throwaway2498895 karma2018-09-06 15:07:57 UTC
It's an honor to have you here! A couple of questions:
What do you think needs to be done about hardware security? I'm speaking mainly of backdoored or buggy firmware, as well as problems with compromising emanations from various types of hardware. Do we need a drastic change in hardware security standards and regulation?
How will the increase in the availability of smaller and smaller microphones and cameras with transmission capabilities affect cybersecurity as we now know it? It seems to me that unless people take some extreme measures, their communications will be intercepted by side channels by small and hidden bugs. This could be done on a mass scale as the price of such bugs drop, and it probably will, judging from the technological pace of the past few decades. Targeted surveillance would be a nightmare for anyone not working in a Faraday cage, checking their clothes and belongings for bugs when exiting and entering the room. Almost everyone types on a keyboard that makes noise or is doing so in plain sight. Small ubiquitous bugs could record every password and message someone sends, transmitting it at a later point. It seems to me that cryptography doesn't address this at all, since it's a side channel attack. Right now it's not a real concern, but in 10 or 20 years? Could this be mitigated by using different input/output methods, for example smart glasses?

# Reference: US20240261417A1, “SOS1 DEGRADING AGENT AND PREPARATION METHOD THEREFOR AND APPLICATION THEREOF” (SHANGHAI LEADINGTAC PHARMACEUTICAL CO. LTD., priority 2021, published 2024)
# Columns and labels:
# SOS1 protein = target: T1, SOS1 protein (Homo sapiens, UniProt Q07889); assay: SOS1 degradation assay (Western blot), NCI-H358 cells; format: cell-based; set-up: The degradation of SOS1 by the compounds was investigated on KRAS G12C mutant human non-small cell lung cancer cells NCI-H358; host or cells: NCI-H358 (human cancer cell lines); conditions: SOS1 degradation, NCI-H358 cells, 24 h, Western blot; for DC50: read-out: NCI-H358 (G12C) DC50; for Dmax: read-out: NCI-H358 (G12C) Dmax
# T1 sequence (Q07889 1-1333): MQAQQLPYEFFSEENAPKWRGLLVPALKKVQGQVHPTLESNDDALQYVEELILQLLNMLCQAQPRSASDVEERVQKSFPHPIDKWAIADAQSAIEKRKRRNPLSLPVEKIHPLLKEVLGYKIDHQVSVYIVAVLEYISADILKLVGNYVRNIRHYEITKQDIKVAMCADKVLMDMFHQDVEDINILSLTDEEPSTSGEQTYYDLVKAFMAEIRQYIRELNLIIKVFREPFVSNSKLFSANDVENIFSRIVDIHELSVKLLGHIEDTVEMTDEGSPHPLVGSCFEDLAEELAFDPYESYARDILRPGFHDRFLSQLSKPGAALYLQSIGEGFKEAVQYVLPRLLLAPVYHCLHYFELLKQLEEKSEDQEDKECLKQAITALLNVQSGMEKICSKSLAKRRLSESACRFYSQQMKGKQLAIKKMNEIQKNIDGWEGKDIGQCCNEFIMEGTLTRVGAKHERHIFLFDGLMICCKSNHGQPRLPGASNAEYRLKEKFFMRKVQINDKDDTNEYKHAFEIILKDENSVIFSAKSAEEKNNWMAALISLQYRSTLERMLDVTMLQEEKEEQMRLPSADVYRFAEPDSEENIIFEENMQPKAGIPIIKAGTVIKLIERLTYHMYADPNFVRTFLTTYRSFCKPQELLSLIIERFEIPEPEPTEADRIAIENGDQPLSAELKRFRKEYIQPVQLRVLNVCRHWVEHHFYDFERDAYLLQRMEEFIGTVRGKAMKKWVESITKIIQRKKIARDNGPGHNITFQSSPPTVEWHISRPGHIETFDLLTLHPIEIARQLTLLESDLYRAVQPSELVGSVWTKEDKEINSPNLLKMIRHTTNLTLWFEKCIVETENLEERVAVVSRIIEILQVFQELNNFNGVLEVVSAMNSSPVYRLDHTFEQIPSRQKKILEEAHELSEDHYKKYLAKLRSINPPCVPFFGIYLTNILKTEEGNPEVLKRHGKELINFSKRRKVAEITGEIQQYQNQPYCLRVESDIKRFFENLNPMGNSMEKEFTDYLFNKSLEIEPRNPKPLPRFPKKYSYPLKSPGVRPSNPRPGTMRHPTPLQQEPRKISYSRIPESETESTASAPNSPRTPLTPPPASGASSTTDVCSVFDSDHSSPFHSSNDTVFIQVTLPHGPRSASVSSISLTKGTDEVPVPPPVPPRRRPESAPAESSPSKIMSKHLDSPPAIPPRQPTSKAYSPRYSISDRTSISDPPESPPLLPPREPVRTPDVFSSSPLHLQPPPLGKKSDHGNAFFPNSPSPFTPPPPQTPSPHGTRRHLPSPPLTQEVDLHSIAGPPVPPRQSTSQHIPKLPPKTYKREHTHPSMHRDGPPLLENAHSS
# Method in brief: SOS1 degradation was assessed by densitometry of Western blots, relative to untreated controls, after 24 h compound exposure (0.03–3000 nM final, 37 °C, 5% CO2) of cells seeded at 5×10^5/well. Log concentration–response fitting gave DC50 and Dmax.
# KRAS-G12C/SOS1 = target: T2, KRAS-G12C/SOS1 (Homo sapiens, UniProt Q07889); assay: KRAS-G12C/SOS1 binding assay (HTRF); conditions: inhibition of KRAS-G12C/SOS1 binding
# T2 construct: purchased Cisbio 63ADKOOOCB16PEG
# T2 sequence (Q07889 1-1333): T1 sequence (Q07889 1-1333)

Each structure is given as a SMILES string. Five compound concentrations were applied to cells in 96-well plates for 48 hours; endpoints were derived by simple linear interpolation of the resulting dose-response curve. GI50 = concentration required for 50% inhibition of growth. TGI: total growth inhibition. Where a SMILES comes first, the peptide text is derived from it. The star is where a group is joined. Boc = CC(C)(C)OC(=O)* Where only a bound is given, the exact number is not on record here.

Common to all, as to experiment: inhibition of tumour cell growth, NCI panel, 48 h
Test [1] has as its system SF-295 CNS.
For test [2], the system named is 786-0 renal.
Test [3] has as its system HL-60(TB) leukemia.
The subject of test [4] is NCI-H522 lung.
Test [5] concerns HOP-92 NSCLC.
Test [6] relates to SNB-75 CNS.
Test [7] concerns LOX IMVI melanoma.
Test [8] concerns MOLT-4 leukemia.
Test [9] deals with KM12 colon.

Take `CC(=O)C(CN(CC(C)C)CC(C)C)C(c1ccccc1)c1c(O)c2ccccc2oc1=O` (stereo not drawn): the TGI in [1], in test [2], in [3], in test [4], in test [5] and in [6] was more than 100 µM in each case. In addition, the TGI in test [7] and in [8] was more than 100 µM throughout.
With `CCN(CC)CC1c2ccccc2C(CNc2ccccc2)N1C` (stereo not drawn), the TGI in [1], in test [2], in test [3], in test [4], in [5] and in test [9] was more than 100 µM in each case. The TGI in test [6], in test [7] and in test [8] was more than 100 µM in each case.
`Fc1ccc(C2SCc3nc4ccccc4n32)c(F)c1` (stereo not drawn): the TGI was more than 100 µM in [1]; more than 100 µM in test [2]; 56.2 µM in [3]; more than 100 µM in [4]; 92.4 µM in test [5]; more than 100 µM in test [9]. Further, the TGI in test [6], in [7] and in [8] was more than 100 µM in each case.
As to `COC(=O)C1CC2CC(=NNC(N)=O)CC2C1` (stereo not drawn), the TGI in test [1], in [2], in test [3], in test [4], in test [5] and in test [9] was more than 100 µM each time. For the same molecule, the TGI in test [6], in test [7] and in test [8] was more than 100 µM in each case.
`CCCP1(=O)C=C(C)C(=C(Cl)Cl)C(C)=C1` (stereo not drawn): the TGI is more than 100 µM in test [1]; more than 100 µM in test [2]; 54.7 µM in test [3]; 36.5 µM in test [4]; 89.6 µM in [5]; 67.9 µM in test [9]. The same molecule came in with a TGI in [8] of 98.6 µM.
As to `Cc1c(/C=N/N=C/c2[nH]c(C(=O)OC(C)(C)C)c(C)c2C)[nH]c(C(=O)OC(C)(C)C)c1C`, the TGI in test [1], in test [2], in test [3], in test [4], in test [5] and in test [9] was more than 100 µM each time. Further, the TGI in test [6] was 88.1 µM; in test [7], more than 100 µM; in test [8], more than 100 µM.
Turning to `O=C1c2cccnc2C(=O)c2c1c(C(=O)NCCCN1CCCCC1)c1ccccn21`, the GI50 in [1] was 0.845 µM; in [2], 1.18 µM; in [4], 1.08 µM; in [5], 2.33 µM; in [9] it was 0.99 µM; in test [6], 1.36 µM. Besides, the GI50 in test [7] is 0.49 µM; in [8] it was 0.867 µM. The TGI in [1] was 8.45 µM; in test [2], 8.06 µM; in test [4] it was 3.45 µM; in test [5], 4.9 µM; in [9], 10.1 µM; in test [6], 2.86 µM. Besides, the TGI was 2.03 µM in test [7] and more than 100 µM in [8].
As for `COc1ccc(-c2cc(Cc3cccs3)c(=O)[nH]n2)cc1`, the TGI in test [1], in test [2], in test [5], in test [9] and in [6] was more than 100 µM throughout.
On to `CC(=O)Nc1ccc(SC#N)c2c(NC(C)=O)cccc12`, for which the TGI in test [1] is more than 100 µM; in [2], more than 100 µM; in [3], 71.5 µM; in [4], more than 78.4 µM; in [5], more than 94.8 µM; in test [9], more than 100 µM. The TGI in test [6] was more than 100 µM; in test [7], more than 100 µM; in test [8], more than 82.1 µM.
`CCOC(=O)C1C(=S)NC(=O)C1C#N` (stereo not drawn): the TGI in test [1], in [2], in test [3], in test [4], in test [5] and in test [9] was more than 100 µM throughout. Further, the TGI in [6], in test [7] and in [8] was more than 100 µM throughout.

Do you see a way for people to adopt secure operating systems and means of communication (Qubes, Whonix, Signal, etc.)? There's very little funding for such projects and most of the time and money goes towards improving the security and fixing bugs, but the usability of such systems is atrocious (speaking of experience).
As a prolific expert and author, could you share with us some of the habits and ways of tackling problems that helped you be so productive?
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